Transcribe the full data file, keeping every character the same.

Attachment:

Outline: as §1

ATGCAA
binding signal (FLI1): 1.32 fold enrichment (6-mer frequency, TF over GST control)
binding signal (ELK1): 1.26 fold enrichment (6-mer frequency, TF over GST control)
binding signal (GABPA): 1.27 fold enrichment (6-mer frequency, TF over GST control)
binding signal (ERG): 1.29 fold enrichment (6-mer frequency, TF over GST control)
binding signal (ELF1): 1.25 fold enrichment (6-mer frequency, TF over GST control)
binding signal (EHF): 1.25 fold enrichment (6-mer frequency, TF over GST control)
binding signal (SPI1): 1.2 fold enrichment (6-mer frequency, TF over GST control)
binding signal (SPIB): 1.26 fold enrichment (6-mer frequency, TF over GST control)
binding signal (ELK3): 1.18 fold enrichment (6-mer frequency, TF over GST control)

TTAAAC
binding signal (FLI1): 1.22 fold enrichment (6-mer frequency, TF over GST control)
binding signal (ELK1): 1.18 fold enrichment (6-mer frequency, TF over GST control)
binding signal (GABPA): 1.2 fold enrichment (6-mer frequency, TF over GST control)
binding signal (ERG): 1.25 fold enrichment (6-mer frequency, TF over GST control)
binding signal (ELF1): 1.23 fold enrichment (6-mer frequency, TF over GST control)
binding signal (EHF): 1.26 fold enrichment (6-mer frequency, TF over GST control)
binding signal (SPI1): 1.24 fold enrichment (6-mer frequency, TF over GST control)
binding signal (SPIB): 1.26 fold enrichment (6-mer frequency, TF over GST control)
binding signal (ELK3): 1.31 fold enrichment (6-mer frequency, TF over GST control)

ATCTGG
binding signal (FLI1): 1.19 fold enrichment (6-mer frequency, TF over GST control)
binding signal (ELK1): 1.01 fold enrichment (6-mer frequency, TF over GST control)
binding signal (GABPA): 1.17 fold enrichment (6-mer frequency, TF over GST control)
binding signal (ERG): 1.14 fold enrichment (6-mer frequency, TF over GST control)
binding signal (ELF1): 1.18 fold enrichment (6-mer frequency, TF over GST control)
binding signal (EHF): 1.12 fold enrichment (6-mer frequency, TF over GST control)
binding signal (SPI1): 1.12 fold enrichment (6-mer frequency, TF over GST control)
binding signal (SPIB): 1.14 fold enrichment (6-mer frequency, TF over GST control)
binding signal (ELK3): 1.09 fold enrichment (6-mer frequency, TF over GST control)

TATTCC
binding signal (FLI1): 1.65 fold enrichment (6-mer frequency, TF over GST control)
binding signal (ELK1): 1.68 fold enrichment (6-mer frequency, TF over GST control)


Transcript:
Outline: as §1

ATGCAA
binding signal (FLI1): 1.32 fold enrichment (6-mer frequency, TF over GST control)
binding signal (ELK1): 1.26 fold enrichment (6-mer frequency, TF over GST control)
binding signal (GABPA): 1.27 fold enrichment (6-mer frequency, TF over GST control)
binding signal (ERG): 1.29 fold enrichment (6-mer frequency, TF over GST control)
binding signal (ELF1): 1.25 fold enrichment (6-mer frequency, TF over GST control)
binding signal (EHF): 1.25 fold enrichment (6-mer frequency, TF over GST control)
binding signal (SPI1): 1.2 fold enrichment (6-mer frequency, TF over GST control)
binding signal (SPIB): 1.26 fold enrichment (6-mer frequency, TF over GST control)
binding signal (ELK3): 1.18 fold enrichment (6-mer frequency, TF over GST control)

TTAAAC
binding signal (FLI1): 1.22 fold enrichment (6-mer frequency, TF over GST control)
binding signal (ELK1): 1.18 fold enrichment (6-mer frequency, TF over GST control)
binding signal (GABPA): 1.2 fold enrichment (6-mer frequency, TF over GST control)
binding signal (ERG): 1.25 fold enrichment (6-mer frequency, TF over GST control)
binding signal (ELF1): 1.23 fold enrichment (6-mer frequency, TF over GST control)
binding signal (EHF): 1.26 fold enrichment (6-mer frequency, TF over GST control)
binding signal (SPI1): 1.24 fold enrichment (6-mer frequency, TF over GST control)
binding signal (SPIB): 1.26 fold enrichment (6-mer frequency, TF over GST control)
binding signal (ELK3): 1.31 fold enrichment (6-mer frequency, TF over GST control)

ATCTGG
binding signal (FLI1): 1.19 fold enrichment (6-mer frequency, TF over GST control)
binding signal (ELK1): 1.01 fold enrichment (6-mer frequency, TF over GST control)
binding signal (GABPA): 1.17 fold enrichment (6-mer frequency, TF over GST control)
binding signal (ERG): 1.14 fold enrichment (6-mer frequency, TF over GST control)
binding signal (ELF1): 1.18 fold enrichment (6-mer frequency, TF over GST control)
binding signal (EHF): 1.12 fold enrichment (6-mer frequency, TF over GST control)
binding signal (SPI1): 1.12 fold enrichment (6-mer frequency, TF over GST control)
binding signal (SPIB): 1.14 fold enrichment (6-mer frequency, TF over GST control)
binding signal (ELK3): 1.09 fold enrichment (6-mer frequency, TF over GST control)

TATTCC
binding signal (FLI1): 1.65 fold enrichment (6-mer frequency, TF over GST control)
binding signal (ELK1): 1.68 fold enrichment (6-mer frequency, TF over GST control)